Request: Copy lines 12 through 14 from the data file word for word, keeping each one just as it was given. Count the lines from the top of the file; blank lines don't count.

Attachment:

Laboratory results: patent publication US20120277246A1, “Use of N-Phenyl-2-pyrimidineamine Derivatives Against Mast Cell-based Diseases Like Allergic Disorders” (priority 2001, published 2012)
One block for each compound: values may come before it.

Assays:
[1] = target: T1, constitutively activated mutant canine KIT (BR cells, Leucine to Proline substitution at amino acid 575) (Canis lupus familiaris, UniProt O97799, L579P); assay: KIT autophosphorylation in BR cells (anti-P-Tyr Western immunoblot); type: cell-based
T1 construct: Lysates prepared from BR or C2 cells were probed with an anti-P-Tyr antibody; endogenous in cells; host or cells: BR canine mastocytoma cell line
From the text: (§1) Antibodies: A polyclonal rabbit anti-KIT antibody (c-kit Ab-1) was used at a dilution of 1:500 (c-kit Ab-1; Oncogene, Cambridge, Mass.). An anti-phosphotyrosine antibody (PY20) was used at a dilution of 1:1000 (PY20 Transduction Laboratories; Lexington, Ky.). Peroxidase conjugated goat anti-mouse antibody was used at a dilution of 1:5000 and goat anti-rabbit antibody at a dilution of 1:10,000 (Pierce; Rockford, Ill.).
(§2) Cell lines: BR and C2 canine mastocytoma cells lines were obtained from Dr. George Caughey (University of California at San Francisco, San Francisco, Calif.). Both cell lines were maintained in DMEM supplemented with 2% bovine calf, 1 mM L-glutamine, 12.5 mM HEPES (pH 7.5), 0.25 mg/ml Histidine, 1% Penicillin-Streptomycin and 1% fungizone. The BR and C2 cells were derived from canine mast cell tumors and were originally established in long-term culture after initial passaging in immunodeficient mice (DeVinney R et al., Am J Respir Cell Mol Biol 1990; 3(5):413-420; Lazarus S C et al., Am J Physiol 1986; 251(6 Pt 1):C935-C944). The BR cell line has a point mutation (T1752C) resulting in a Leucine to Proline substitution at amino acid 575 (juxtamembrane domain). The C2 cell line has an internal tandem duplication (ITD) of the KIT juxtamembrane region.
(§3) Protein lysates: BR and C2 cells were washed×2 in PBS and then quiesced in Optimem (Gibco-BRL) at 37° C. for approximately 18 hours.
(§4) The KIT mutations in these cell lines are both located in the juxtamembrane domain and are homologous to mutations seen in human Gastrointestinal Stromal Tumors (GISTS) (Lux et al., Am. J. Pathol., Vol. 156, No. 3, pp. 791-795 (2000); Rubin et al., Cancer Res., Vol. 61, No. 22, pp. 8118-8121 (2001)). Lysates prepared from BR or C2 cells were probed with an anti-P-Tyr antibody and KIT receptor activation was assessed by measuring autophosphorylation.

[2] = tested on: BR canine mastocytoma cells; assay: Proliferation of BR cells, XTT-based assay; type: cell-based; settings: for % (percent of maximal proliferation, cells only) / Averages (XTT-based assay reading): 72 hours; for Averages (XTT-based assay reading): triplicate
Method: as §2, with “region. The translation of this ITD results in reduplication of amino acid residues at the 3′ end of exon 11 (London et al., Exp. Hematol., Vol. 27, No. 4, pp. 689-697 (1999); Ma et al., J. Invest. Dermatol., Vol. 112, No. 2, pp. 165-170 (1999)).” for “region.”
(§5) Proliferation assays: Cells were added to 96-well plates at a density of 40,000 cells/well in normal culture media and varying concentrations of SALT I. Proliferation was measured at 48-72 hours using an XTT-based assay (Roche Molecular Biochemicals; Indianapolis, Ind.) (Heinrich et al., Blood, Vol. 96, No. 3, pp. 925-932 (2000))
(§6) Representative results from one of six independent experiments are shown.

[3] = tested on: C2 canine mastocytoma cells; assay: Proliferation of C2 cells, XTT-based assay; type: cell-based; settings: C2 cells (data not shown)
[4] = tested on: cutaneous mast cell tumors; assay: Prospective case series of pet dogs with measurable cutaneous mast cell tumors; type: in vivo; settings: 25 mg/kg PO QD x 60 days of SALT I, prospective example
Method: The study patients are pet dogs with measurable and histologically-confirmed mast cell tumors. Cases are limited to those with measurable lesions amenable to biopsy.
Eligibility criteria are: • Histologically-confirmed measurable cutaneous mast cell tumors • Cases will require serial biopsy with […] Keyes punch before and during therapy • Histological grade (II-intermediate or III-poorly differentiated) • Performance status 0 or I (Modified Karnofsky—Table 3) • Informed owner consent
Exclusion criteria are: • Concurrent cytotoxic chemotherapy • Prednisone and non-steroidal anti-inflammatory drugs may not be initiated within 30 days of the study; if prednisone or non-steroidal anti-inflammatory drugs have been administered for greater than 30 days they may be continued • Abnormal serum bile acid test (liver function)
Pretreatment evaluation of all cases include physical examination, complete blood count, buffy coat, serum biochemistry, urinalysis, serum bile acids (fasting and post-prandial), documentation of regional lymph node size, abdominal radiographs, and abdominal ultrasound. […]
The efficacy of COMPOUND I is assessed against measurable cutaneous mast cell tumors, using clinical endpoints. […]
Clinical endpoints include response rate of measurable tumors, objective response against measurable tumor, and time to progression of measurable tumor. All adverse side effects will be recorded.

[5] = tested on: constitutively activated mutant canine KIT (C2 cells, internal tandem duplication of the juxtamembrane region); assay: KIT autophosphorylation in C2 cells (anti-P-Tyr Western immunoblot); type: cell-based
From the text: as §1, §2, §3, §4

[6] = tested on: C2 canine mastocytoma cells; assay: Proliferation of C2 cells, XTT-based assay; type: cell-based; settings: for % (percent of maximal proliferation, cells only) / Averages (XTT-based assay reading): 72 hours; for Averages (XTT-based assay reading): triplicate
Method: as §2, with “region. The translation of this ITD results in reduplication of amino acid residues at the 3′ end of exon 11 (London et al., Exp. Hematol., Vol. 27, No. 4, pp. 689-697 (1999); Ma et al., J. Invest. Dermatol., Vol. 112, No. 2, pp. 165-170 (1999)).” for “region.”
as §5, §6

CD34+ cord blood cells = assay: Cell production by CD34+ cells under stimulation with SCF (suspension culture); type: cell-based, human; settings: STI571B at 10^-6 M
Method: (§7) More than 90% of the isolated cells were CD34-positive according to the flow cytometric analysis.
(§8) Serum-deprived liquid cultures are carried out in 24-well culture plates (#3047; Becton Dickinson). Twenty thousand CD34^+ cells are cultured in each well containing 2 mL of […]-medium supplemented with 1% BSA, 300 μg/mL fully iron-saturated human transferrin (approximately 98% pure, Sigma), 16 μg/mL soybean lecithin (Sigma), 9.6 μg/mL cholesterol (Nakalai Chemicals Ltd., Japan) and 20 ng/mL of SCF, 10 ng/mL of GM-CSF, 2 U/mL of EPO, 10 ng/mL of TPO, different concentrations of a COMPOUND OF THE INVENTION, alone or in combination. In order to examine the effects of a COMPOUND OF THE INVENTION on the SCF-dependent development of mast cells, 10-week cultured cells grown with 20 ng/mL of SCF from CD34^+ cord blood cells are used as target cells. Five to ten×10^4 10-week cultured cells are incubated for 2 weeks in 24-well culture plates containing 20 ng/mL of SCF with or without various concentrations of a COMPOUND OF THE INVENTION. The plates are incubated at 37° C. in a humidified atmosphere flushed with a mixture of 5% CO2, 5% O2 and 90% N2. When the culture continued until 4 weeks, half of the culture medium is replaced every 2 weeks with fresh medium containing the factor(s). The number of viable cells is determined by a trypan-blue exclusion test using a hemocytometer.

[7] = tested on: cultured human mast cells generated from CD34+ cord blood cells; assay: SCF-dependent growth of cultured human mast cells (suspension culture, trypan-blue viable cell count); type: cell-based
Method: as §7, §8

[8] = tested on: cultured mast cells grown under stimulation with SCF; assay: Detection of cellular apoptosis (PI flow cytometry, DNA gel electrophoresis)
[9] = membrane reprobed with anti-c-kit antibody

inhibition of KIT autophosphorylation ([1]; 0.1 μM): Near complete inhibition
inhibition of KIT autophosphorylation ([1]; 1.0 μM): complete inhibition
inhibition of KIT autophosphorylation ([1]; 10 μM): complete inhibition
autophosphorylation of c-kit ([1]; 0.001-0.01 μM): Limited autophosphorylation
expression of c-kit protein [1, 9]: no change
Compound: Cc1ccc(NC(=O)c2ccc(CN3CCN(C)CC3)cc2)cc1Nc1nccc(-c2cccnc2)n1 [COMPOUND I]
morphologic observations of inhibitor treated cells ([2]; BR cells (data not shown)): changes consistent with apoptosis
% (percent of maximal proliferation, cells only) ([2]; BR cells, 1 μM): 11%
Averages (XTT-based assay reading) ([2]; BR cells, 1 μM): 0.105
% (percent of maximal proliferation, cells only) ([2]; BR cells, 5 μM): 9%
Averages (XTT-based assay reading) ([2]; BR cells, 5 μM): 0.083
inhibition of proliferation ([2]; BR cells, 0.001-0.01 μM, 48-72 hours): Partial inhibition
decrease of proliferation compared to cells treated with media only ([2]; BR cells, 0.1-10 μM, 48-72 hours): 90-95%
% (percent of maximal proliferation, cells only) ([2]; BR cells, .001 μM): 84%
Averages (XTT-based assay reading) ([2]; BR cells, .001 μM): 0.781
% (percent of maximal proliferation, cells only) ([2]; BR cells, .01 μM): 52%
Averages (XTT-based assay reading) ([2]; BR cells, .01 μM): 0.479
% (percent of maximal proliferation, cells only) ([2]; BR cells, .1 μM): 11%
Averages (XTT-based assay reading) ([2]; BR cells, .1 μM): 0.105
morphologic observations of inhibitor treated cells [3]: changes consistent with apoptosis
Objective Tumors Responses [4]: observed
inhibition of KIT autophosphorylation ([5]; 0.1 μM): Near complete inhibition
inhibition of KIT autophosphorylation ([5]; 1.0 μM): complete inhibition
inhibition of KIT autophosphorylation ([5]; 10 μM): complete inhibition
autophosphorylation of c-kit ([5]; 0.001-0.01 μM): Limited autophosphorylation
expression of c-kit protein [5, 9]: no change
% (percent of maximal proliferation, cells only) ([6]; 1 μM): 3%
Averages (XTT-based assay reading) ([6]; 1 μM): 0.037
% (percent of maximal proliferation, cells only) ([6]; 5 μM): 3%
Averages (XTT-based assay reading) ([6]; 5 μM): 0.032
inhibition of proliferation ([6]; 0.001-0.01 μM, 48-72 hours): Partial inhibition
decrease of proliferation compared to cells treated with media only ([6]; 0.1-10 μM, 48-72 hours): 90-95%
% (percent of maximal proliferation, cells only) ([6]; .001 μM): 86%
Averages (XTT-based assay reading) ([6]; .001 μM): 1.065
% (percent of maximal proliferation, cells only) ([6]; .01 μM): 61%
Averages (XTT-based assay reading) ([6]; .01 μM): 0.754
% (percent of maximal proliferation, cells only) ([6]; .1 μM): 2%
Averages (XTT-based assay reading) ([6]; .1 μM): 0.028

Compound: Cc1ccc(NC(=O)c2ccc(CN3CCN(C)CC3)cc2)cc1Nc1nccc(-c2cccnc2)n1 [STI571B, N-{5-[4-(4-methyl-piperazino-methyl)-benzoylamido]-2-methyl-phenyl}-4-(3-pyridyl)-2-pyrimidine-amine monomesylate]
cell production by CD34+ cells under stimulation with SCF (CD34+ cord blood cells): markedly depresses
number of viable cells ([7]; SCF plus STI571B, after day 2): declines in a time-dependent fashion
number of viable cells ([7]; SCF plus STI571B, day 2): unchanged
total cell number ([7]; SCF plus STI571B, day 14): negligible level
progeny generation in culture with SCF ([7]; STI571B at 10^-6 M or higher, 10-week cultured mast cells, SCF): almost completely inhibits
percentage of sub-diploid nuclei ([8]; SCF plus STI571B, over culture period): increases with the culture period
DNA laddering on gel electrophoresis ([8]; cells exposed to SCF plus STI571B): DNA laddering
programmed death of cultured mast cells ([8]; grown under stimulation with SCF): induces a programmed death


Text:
(§5) Proliferation assays: Cells were added to 96-well plates at a density of 40,000 cells/well in normal culture media and varying concentrations of SALT I. Proliferation was measured at 48-72 hours using an XTT-based assay (Roche Molecular Biochemicals; Indianapolis, Ind.) (Heinrich et al., Blood, Vol. 96, No. 3, pp. 925-932 (2000))
(§6) Representative results from one of six independent experiments are shown.

[3] = tested on: C2 canine mastocytoma cells; assay: Proliferation of C2 cells, XTT-based assay; type: cell-based; settings: C2 cells (data not shown)